It is Mrs Clinton's first formal Nato meeting as secretary of state
US Secretary of State Hillary Clinton has told a meeting of Nato foreign ministers in Brussels it is time for a "fresh start" with Russia.
She spoke as ministers debated resuming formal relations with Moscow which Nato froze after the brief war last summer between Russia and Georgia.
Mrs Clinton said that areas of common interest included Afghanistan.
But she added that Nato must leave open the door to membership for Georgia and fellow ex-Soviet state Ukraine.
Earlier, Russia's envoy to Nato defended the war against Georgia and said any new relationship with Nato would be on Moscow's own terms.
Nato remains the central pillar of the trans-Atlantic relationship but it is facing a critical military and political challenge in Afghanistan, where failure could call into question its whole credibility, BBC diplomatic correspondent Jonathan Marcus reports from Brussels.
US foreign policy is now very much a team game and US Vice-President Joe Biden will be in Brussels next Tuesday for a more detailed exchange of views on Afghanistan, our correspondent adds.
'A positive agenda'
"It's time to explore a fresh start," Mrs Clinton said.
"We can and must find ways to work constructively with Russia where we share areas of common interest, including helping the people of Afghanistan."
"We should continue to open Nato's door to European countries such as Georgia and Ukraine and help them meet Nato standards," she added.
Earlier, Nato Secretary General Jaap de Hoop Scheffer called on ministers to back "a positive agenda that befits the importance of Nato and Russia to European and indeed global security".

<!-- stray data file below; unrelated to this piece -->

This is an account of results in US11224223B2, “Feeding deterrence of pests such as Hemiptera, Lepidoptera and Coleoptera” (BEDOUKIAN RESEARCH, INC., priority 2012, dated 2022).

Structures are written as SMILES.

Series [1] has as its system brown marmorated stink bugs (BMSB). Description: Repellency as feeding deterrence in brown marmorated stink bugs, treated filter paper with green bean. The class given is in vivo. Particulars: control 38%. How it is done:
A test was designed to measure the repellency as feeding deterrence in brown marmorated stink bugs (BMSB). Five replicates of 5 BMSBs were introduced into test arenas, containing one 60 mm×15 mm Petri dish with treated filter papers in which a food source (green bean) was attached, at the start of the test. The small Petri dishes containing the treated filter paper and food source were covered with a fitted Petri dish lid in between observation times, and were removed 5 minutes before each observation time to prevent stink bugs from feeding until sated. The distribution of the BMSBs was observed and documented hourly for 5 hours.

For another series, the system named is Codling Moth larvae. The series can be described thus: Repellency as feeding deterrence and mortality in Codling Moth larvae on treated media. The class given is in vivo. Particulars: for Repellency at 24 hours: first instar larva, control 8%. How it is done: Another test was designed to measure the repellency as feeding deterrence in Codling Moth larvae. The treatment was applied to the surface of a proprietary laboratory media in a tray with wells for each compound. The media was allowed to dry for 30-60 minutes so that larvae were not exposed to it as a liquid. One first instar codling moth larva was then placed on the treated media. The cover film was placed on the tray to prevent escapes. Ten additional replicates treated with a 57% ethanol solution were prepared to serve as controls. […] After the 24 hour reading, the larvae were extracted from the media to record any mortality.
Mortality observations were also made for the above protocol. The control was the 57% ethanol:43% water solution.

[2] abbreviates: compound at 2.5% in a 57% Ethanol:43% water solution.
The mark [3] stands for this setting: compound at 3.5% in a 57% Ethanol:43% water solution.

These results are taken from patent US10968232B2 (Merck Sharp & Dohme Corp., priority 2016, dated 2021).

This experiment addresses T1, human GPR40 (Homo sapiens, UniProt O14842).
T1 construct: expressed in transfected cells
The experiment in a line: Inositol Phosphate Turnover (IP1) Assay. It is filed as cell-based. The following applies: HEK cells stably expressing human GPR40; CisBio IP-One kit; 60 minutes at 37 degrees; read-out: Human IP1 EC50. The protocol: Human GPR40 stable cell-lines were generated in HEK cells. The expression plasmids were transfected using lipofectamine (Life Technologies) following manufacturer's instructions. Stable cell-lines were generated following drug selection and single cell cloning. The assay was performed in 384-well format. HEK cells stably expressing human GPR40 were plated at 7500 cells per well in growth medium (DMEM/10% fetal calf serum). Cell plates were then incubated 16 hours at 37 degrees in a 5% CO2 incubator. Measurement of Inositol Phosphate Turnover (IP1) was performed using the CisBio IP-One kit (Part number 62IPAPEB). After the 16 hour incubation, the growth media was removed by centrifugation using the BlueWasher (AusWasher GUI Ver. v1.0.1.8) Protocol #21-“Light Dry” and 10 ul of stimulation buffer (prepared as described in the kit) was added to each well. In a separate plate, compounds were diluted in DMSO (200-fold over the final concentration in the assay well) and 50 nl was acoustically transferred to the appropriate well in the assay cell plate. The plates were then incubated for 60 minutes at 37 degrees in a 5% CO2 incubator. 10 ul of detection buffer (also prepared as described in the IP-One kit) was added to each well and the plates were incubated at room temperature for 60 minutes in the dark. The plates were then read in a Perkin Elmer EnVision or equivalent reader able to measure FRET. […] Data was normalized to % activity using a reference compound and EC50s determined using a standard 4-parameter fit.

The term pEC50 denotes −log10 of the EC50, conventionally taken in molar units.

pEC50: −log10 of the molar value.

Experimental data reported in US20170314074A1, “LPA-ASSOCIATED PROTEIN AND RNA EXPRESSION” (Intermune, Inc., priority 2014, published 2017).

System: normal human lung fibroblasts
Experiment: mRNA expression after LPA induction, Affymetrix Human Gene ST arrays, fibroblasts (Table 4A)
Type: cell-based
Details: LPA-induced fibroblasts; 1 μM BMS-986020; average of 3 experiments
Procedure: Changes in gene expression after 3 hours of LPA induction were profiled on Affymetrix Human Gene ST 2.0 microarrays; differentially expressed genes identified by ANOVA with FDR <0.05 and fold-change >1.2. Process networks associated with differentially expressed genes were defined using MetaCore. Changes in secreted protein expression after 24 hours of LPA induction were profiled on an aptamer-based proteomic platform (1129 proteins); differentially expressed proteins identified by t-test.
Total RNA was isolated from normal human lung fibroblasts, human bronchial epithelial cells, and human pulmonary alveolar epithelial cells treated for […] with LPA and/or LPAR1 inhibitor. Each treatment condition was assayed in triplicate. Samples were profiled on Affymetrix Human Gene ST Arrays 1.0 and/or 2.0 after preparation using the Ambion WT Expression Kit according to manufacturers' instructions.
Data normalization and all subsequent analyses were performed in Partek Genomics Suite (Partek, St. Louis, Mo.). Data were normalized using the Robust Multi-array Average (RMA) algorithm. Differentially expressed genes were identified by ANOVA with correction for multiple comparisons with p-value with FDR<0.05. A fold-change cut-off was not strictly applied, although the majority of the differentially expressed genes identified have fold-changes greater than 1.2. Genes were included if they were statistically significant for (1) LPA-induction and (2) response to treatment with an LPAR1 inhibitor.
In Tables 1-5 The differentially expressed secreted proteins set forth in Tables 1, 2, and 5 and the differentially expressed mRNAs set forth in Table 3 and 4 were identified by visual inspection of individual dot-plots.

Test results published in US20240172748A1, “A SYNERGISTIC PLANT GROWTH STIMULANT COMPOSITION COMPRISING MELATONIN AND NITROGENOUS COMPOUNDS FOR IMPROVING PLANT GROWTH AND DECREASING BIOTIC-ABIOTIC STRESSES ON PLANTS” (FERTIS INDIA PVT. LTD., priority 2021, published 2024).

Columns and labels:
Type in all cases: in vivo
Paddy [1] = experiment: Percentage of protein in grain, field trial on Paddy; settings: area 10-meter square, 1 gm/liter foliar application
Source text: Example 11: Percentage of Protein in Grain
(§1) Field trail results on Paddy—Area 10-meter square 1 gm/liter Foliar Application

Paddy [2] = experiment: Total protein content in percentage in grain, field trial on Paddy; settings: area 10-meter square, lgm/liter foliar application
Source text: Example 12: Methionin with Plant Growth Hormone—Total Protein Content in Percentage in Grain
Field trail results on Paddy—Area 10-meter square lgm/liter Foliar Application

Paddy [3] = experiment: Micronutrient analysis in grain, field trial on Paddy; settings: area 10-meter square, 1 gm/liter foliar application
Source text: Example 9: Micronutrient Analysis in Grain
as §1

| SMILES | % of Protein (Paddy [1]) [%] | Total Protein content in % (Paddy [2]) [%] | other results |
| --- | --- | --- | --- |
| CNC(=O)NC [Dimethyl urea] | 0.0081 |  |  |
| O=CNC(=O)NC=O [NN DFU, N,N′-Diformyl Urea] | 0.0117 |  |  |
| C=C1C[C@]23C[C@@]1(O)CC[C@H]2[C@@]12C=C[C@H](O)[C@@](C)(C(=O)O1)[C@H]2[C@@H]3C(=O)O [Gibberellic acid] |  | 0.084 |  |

Nothing that "serious differences of opinion remain between Nato and Russia, in particular about Georgia", he listed as area of common interest Afghanistan, but counter-terrorism and non-proliferation.
UK Foreign Secretary David Miliband called for the resumption of formal ties with Russia through the Nato-Russia council.
Any Nato decision must be backed by all 26 of its members
"Russia needs the West as much as the West needs to re-engage with Russia," he said.
Some, like Germany and France, have long been pressing for the resumption of ties, arguing that their suspension has been counter-productive.
"We will not block because there are lots of issues Nato and Russia need to co-operate on, like transit to Afghanistan, Iran, the Middle East, non-proliferation," said Estonian Foreign Minister Urmas Paet.
However, his Lithuanian counterpart, Vygaudas Usackas, said he believed it was "premature to open the formal dialogue".
Dmitry Rogozin, Russia's permanent envoy to Nato, predicted an outcome of the Brussels talks "that should, on the whole, satisfy Russia" but made clear he saw Moscow negotiating from a position of strength.
"We came out of the crisis that we had after the August 2008 events [the war with Georgia], the crisis in the South Caucasus, stronger," he told Russian channel Vesti TV.
"Our Western colleagues saw in Russia a partner that one cannot wipe one's feet on. We are strong... and we are restoring cooperation, including on our terms."
Nato will, nonetheless, be trying to show that more normal business with Russia does not mean that the alliance is abandoning countries like Georgia and Ukraine, our correspondent says. Their foreign ministers will be in Brussels too.